by Robert Broomall
Copyright 2012 by Robert Broomall
The average life expectancy for a marshal in Topaz, Arizona, was three weeks. Jack Ryan was not that lucky. He was killed after nine days on the job, shot in the back by a drunk who was trying to see if his pistol worked.
They buried Ryan on Boot Hill. There were few mourners. The late marshal had no relatives in Topaz, and he hadn’t been around long enough to make friends. Most of the town’s inhabitants didn’t even know his name.
The members of Topaz’s town council did not attend the funeral. They gathered gloomily in the upstairs office of Thomas Price’s General Merchandise store. Price’s store had been one of the first buildings in Topaz. It was one of the town’s few frame structures, and it held a favored spot, just over the bridge on Tucson Street, shaded by the cottonwoods that lined the banks of the San Marcos River, in whose bend Topaz lay.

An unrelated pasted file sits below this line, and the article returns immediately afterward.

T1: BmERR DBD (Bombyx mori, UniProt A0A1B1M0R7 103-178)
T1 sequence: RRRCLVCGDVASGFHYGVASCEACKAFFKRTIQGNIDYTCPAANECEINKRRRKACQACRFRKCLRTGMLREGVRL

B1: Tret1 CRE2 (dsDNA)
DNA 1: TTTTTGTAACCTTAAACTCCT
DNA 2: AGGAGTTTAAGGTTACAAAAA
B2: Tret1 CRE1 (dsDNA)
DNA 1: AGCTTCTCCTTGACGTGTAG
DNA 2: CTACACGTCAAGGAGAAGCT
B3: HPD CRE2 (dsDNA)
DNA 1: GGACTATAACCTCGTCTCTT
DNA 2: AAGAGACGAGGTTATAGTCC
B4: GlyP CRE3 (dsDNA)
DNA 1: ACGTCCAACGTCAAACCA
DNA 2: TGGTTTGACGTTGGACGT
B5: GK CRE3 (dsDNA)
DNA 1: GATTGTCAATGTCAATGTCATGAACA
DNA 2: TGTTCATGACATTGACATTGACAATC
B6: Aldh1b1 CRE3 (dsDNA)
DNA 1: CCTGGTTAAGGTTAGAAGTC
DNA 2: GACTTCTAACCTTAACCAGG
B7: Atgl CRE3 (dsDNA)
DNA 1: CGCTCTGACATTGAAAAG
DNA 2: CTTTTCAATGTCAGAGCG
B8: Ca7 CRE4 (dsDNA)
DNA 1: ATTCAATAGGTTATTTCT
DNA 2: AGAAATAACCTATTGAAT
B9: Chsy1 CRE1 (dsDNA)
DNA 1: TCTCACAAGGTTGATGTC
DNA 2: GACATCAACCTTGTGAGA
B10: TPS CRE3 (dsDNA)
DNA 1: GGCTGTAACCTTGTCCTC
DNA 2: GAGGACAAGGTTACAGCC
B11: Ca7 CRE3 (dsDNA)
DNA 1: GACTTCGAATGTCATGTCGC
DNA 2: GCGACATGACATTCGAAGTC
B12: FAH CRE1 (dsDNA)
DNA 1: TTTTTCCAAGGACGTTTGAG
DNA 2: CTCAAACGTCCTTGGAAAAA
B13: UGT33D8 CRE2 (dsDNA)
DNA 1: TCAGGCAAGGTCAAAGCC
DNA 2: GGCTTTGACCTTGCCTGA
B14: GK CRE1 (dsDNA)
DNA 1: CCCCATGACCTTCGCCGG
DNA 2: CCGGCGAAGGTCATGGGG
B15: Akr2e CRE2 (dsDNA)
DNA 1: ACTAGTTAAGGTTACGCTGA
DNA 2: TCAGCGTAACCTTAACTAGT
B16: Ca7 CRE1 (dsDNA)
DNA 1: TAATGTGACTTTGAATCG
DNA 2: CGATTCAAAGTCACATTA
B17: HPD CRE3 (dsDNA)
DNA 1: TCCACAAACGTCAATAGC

Wearing shirtsleeves on this searing mid-July afternoon, the five men poured drinks from the decanters on Price’s sideboard. “Pity about Ryan,” said Cruickshank the banker, in his soft Scots burr. “I’d hoped he might last longer than the others.”
Amos Saxon, the fork-bearded, bespectacled justice of the peace, was philosophical. “He forgot to watch his back, that’s all.”
“What are we going to do for a marshal now?” Cruickshank asked.
Tom Price, who was also Topaz’s mayor, shook his head. “I've offered the job to a number of people, but nobody’s interested. Nobody even wants to talk about it.”